As an instructor of the Boating Course offered by the Sunshine Coast Power & Sail Squadron, I arranged a cruise-and-learn for four students who wanted practical experience cruising in coastal waters. During our week, we explored the Gulf Islands and transited most of the passes in this popular cruising area.
The Canadian Tide and Current Tables provides depths of water and speeds of current at various times and locations on the B.C. coast. Such information is essential to safe boating in these waters. Yet, many boaters find the Tables too complicated and therefore rely on “eyeball” estimates of depth and current. Not a good idea! Many marine-insurance claims each year result from boaters over-estimating depth of water or under-estimating speed of current.
After provisioning and receiving an orientation to our 12-metre Beneteau from Ian, the base manager at Sunsail Charters in Vancouver, we departed into First Narrows heading west towards Lion’s Gate Bridge. It was time for the students’ first test. The current table showed a flood of 2 knots. With our boat cruising at 6 knots into this current, I asked students to estimate our speed over the ground. No one needed a calculator to answer 4 knots, confirmed by our GPS.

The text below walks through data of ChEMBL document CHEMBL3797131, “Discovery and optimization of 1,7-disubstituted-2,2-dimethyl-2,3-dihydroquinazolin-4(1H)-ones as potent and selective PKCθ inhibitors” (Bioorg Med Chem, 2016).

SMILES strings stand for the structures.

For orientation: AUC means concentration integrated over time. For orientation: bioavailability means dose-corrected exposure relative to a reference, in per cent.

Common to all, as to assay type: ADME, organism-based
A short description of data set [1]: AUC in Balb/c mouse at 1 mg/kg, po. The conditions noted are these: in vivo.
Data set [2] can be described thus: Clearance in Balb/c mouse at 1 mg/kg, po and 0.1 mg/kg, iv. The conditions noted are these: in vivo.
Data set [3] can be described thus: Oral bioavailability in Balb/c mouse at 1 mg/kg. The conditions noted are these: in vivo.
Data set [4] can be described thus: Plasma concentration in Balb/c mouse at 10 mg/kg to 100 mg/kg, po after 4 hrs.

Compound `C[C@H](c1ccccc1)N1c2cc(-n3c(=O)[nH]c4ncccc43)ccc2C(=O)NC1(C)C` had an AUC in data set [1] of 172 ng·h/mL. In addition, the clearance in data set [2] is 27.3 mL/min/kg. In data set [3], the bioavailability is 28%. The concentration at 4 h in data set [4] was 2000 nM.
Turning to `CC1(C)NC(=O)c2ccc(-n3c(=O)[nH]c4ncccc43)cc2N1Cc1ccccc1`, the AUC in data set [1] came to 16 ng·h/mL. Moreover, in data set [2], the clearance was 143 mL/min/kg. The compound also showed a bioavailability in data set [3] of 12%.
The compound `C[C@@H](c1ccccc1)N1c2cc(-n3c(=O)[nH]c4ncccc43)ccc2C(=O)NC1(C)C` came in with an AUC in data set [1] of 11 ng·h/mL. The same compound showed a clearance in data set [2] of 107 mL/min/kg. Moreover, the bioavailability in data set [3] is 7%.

By moving into the back eddies on the south side of the Narrows, we added a knot to our ground speed. Considering right-of-way rules more important than speed, we crossed back over to the proper side of the channel.
Our afternoon was spent practicing man-overboard drills and various points of sail on our way to Bowen Island. Although mid-May is considered “shoulder season,” our preferred destination of Snug Cove was already full so we anchored in adjacent Mannion Bay.
In light winds the next day, we motor-sailed across Georgia Strait to Nanaimo Harbour, a good jumping-off point for transiting 60-metre-wide Dodd Narrows.
The next morning, we reviewed the tide and current tables and translated these into daily graphs which give a picture of the tide and current at any given time. Graphs are especially important when transiting a pass in which currents can overpower a cruising sailboat. Dodd Narrows, for example, can have currents of 9 knots. I began our discussion with a question: “How can we determine what time the current is running no more than 2 knots? We call this our “window of opportunity” for safe passage.” I consider 2 knots an acceptable maximum for beginning boaters. Our Current Graph (see below) for Dodd Narrows showed slack at 0930 and our window to be between 0830 and 1030.
I mentioned a few other considerations when going through passes: The “red-right-return” rule applies in the direction of flood currents as shown on the chart.